In the end, these martini glass cupcakes are adorable and can be made with any recipe you choose. How fun would they be to serve at a dinner party, or even have placed around a dessert table? I’m now interested to see what other non typical cookware or glassware can be used to bake in.

– Posted by Cupcake Crusader, Stacy (Baltimore, MD)

Calling All Bakers! (7UP Cupcakes)

I need your help. I am not a baker. I would never call myself so or pretend to be one. However, on a very rare occasion I will attempted the task of baking from scratch. Usually the results are not pretty, so I tend to stick with doctoring up boxed mixes. But, with so many delicious looking recipes out there, sometimes I have no choice and I have to give in to measuring and mixing ingredients. The reason I’m calling on you, amazing bakers, is that something happened to my precious little mini cupcakes after they came out of the oven, and I’m not sure why it happened.

My most recent attempt at real baking was 7UP cupcakes. It was a recipe that I’ve had for a while. In my attempt to actually make some of my collected recipes, I’m trying to bake one cupcake recipe a month. I figure one a month is doable. In July I made Pink Lemonade Cupcakes (see Cupcake Disaster). Then, in August (just a couple weeks ago) I redeemed myself by making Reese’s Pieces Cupcakes. Both of these were doctored up box mix recipes though, so I was really worried about the 7UP cupcakes. But they sounded too good to not at least try. And with Labor Day weekend bringing summer to a close, I really didn’t want to wait until next summer to bake these. So I did it:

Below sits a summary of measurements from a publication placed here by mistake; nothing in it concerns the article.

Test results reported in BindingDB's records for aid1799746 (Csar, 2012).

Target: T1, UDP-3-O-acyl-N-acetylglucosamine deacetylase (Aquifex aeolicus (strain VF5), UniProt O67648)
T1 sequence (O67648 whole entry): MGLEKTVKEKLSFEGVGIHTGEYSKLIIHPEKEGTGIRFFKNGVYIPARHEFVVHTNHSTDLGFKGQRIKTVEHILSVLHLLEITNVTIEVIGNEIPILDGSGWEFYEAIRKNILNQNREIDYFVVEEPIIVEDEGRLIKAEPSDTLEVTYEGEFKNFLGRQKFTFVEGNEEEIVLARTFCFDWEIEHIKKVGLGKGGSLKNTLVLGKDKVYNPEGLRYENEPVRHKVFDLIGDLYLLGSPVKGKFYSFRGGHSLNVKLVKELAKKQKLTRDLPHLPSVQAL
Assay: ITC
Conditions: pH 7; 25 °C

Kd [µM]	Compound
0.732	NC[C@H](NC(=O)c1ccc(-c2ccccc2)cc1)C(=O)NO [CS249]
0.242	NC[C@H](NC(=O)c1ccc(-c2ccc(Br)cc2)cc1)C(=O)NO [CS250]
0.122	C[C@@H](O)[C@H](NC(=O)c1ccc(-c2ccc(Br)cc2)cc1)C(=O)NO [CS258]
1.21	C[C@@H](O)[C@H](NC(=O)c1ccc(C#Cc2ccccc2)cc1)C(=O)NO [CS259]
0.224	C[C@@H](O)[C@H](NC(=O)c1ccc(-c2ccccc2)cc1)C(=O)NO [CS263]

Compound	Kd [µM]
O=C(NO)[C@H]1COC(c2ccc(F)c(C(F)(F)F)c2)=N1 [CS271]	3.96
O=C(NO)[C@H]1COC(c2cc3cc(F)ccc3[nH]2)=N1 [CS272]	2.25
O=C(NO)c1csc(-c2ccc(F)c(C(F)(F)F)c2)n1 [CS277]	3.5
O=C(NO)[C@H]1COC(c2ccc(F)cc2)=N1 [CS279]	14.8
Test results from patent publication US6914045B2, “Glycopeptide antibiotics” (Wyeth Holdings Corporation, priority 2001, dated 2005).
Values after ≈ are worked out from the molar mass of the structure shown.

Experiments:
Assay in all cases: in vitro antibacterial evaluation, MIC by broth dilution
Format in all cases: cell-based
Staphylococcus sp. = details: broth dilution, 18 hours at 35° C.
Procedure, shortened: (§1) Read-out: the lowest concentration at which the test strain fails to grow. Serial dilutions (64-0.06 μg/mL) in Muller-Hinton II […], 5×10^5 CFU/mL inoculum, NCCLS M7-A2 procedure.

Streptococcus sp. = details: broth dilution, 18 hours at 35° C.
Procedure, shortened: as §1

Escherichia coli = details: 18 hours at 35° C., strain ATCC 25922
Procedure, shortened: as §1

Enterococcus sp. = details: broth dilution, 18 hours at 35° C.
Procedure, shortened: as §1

The end result, for the most part, was really good. Perfect for a Labor Day gathering. Light, airy, and the mini sizes were great to just pop in your mouth. However, about half of the batch came out like this:

Basically, the cupcake pulled away from the liner while they were cooling. I’m not sure if this was because of the carbonated beverage added to the batter, or the fact that I put in about 1/2 an egg too many? (I had to half the recipe and when I got to the eggs, I had already added the 3rd egg when I only needed two, so then attempted to remove some of the egg from the top of the batter. If you’ve ever tried this, it’s not easy. In fact, it’s nearly impossible). So bakers, I ask you, why did this happen?

Luckily, this questionable outcome did not effect the taste of the cake, so I ended up just pulling all those out of their wrapper, frosting them, and calling it a day.

I was so happy that these were such a huge hit with my family. They are honest, so I know they are good when my family says they are good.  🙂

Here’s another photo just for fun:

(See my crazy awesome piping skillz? Yeah, too bad each cupcake looked different…)

Here’s the recipe for anyone interested in giving these a try (I had the recipe written down for so long I can’t remember the original source. If you know, please tell us and we will update this post):

7UP cake:
– 3 c. granulated sugar
– 3/4 lb. (3 sticks) unsalted butter, room temp
– 5 eggs
– 3 c. all-purpose flour
– 3/4 c. 7-Up, at room temp
– 2 Tbsp. lemon extract

Preheat the oven to 325. Using a large Bundt pan or a tube pan, because this makes a very big cake, grease and flour the pan or spray it with Baker’s Joy or another nonstick flour-containing spray. Set the pan aside while you make the batter. (I halved the recipe becuase I was only feeding 8 adults and didn’t want a ton of extra’s. I ended up with 4 dozen mini cupcakes and about 4 normal size cupcakes).

Cream together the butter and sugar. Add the eggs, one at a time, beating well after each addition. Add the flour and 7-Up alternately until all is well incorporated into the batter. Finally, add the lemon extract. Spoon batter into the prepared pan, swirl the top to even it, tap it on the counter a few times to remove the air bubbles, and bake for about an hour and 15 minutes at 325, or until a cake tester comes out clean. Turn out onto wire racks to cool completely before frosting.

– 1 container of pre-made lemon frosting
– 1 lime

Take the zest from the lime and mix into the pre-made frosting. Done!

Frost. Eat. Enjoy.

– Posted by Cupcake Crusader, Stacy (Baltimore, MD)